It’s midsummer and we’re on Heat Warning #110, or something like that. Our heat warning parameters are normal summer temperatures for some folk further south, but ‘normal’ has become a concept fraught with relativity and ambiguity and sweat. Apparently. So here we are, grateful that at least we have air conditioning in the truck if no where else.
It is also time for a midsummer issue of Jots & Doodles, a ‘bonus’ issue I’m squeezing in so I can meet my goal of 12 issues this year. As always, there is a bit of back story to both the jots and the doodles.
First, this issue includes actual doodles on the front cover, because what better way to introduce the theme of JOY! It includes doodles of enjoyable things (to me!) like fields and mountains, pebbles and flowers (of course!), and things that just are: sun, rain, wind. I find joy in these sometimes, but not always. I’m wondering if this wrestling with what gives us joy one day and not another, and what not only doesn’t give joy but actually snatches it away is part of what it means to be human.
A secondary theme (unintended) in this issue is daughters. The drawings within the zine are of three daughters — two are daughters of dear friends, one is my own daughter as a baby. I chose these drawings because I was thinking about how we express joy, and their facial expressions helped me explore some its nuances. Sometimes joy radiates from our faces, lights up our eyes, explodes into song or laughter or worship. But there are also times when joy is less about how we look or feel, but how we live. It is contentment and gladness and gratitude and wonder. It is also faith, comfort, and strength. It promotes peace and serves others. It is a fruit of the Spirit, evidence that he is at work in us regardless of circumstances. We are so easily derailed by circumstances, aren’t we? And then we choke on the words of the apostle James who tells us that we should “consider it pure joy” whenever life gets really bumpy and hard. Which, of course, is precisely why joy is a fruit of the Spirit. We may know what it is like to feel happy and glad, but the deep cultivating work of joy comes from surrender to what God is doing, not what we can manufacture from the bits and pieces of our lives.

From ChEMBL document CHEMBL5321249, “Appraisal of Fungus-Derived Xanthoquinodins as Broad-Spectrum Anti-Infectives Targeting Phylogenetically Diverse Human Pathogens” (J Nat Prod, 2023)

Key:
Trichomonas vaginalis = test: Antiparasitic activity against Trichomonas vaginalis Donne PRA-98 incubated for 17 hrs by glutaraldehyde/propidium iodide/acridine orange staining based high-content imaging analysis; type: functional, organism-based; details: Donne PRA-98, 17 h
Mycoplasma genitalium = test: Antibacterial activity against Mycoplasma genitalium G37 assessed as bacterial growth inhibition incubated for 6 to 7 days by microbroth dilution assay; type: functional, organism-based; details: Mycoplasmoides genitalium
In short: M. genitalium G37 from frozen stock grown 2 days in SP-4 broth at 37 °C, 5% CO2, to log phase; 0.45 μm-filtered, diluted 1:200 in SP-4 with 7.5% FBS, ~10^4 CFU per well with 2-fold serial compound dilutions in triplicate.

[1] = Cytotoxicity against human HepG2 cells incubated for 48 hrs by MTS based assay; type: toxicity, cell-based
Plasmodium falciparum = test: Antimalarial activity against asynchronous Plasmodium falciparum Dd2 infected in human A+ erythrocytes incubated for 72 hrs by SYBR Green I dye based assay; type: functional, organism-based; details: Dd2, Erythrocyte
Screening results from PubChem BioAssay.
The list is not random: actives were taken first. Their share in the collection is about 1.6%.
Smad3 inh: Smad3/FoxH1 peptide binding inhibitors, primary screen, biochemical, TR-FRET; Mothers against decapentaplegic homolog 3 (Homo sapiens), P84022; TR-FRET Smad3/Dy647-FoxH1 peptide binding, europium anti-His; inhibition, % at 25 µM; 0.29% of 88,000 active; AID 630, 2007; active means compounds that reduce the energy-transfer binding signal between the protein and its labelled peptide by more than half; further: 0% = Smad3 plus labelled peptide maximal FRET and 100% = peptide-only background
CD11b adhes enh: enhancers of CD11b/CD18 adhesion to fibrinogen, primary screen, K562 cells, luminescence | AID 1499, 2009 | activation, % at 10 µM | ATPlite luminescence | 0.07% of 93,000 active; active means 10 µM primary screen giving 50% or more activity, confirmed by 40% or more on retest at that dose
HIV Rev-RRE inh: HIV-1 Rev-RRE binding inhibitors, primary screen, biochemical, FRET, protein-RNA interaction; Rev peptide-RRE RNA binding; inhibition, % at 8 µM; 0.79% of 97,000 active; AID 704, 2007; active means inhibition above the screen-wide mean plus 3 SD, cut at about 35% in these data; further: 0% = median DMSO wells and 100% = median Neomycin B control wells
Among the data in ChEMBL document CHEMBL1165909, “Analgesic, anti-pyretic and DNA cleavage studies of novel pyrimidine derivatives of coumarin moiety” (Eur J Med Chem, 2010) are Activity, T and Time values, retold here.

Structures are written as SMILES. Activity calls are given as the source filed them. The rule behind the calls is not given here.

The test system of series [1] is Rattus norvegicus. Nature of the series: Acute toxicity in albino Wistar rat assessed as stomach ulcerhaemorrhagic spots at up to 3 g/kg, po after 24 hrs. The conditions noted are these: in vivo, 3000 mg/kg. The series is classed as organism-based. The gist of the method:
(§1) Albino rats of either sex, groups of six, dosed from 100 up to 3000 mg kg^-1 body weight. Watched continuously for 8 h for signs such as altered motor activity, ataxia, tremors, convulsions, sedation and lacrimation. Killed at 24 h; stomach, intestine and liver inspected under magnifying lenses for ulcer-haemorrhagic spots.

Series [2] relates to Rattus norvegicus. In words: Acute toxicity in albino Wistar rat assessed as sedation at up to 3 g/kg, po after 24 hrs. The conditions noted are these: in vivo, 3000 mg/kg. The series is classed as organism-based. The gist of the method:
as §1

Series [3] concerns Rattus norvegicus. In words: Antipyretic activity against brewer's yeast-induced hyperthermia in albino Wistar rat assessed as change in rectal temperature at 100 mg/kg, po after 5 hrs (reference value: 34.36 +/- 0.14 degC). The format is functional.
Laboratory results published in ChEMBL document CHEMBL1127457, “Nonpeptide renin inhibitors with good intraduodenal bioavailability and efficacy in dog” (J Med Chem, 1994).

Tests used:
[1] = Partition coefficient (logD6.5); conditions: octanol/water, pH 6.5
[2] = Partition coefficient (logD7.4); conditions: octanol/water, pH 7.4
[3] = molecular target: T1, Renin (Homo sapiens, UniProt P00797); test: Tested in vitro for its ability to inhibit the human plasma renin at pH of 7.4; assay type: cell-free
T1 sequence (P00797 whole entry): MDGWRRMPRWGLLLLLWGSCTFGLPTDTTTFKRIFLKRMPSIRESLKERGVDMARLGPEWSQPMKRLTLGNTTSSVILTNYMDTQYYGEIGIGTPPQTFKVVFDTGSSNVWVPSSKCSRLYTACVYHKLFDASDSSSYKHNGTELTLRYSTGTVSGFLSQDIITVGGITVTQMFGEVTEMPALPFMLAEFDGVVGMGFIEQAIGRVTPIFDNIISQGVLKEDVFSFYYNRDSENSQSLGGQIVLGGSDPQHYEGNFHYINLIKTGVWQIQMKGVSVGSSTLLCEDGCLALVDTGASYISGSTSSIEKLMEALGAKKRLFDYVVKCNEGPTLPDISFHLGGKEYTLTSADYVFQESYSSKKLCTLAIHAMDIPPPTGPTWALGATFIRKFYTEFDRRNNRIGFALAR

The three little pieces I have written only scratch the surface of joy. So much more comes to mind even now as I write this. The first explores joy as wonder, the second, joy as contentment, and the third, joy as Jesus’ desire for us. God actually desires us to have his joy. I’m still letting that wrap itself around me because trying to wrap my head around it just leaves me in tears — it is a truth so profound and beautiful and … just… wow.
You can find the Joy issue here or by going to the Jots & Doodles page from the main menu. May it spark some joy in your life!